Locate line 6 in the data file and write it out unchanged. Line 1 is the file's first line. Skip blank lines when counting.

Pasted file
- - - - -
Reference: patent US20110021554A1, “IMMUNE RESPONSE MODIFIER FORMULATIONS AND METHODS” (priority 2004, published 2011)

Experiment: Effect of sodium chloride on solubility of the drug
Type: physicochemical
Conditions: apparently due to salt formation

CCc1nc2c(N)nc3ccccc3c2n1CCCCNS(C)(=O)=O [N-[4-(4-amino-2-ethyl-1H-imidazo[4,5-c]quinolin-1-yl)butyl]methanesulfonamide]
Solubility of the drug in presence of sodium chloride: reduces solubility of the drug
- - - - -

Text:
Solubility of the drug in presence of sodium chloride: reduces solubility of the drug